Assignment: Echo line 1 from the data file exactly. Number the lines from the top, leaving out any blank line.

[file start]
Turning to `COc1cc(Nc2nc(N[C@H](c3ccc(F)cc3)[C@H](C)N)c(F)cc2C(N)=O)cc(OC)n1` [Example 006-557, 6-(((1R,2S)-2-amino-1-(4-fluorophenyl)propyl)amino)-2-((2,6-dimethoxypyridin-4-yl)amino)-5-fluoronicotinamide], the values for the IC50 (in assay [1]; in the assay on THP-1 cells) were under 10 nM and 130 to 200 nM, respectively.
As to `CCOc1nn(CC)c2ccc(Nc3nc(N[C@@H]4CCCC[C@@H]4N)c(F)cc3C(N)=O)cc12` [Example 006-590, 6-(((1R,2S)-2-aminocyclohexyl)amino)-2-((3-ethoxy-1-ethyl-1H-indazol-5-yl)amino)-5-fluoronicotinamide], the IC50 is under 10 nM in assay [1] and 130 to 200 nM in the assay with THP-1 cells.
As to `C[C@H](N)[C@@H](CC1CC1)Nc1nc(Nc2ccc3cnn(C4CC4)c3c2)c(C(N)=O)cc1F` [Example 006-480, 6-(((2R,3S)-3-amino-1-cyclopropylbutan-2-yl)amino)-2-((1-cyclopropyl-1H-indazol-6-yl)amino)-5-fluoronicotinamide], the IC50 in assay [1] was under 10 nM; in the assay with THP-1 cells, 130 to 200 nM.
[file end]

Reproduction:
Turning to `COc1cc(Nc2nc(N[C@H](c3ccc(F)cc3)[C@H](C)N)c(F)cc2C(N)=O)cc(OC)n1` [Example 006-557, 6-(((1R,2S)-2-amino-1-(4-fluorophenyl)propyl)amino)-2-((2,6-dimethoxypyridin-4-yl)amino)-5-fluoronicotinamide], the values for the IC50 (in assay [1]; in the assay on THP-1 cells) were under 10 nM and 130 to 200 nM, respectively.